Saturday, February 18, 2006

Stupid Things to Say

I was planning on writing about something else this week, but I heard something so stupid recently that I had to share it with you.

I have two cars. One of them is a fairly new car that I do most of my driving in, and the other is a rusty old truck that I rarely use unless I need to move something big or heavy. Since I don't need to move big or heavy things that often, the battery in the truck died. I tried jumping it with the battery from the car, but I couldn't get the engine to turn over. So I called the auto club. And here's the stupid part: The recorded voice instructed me to "speak or enter your membership number, one digit at a time."

To be honest, even if I were capable of speaking all sixteen digits at once, it would never have occurred to me to try. Nor did it occur to me to try simultaneously entering all sixteen digits of my membership number on the phone keypad. I doubt if it ever occurred to anyone else either. So I don't know why the auto club felt compelled to warn against it.

But for some reason, it reminded me of another stupid thing I heard many years ago. This was back in the days when we knew all about the dangers of second-hand smoke, but it was still legal to smoke inside restaurants. As a compromise, restaurants back then were required to have smoking and non-smoking sections. I was having lunch with some friends and we asked to be seated in the non-smoking section. We were seated, and we ordered our food, and a few minutes later another group of people was seated near us. As soon as they sat down, they pulled out their lighters and started to smoke, so I called the waitress over and asked her if we were in the smoking section or the non-smoking section. She told me, "This section is both."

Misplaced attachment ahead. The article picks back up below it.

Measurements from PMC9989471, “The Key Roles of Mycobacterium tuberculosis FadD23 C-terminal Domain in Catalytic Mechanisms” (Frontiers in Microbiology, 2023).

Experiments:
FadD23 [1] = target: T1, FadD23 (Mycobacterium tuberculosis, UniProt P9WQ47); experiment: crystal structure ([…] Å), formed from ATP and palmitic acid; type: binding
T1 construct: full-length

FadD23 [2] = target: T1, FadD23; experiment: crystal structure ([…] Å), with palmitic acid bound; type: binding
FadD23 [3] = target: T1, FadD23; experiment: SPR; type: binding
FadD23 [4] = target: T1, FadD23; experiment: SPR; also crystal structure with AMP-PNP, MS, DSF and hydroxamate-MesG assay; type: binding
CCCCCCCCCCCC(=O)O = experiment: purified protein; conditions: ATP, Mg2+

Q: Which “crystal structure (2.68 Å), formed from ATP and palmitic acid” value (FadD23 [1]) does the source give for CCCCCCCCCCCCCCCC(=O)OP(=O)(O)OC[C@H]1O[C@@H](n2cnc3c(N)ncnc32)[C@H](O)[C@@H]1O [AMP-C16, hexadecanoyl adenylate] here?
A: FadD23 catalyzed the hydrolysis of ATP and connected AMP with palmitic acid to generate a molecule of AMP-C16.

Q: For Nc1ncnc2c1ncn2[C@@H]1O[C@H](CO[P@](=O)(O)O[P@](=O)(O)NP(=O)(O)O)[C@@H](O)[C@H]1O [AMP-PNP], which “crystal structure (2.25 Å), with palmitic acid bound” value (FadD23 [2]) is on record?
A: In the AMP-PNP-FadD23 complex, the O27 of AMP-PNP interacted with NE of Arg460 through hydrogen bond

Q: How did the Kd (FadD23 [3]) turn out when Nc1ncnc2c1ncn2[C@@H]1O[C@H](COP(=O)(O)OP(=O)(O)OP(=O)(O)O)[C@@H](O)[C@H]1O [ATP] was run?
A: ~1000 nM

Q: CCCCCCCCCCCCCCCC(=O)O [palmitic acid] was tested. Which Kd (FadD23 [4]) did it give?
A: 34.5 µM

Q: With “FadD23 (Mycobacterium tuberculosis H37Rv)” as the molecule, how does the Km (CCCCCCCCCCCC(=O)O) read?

This next thing I'm about to tell you isn't a stupid thing to say, but I'll tell you about it anyway. Before the bank I have an account at merged with another bank, their ATMs used to display the message "It was a pleasure serving you" at the end of each transaction. That really annoyed me, since I know enough about computers to understand that no matter how sophisticated they are, they don't actually enjoy serving people, or for that matter, doing anything else. It seemed really disingenuous, and I wondered if it ever brightened anyone's day to be told by a computer what a pleasure it was to serve them. Probably not. So I'm glad they don't do that anymore. But now, the ATMs introduce themselves by asking, "How may I help you?" That's not so bad, but it seems sort of stupid that even though everyone is becoming increasingly familiar with computers, we still try to make computers seem like people.

Okay, that's all for today. Next week, I'll write about what I was planning on writing about this week, unless between now and then somebody says something really stupid to me.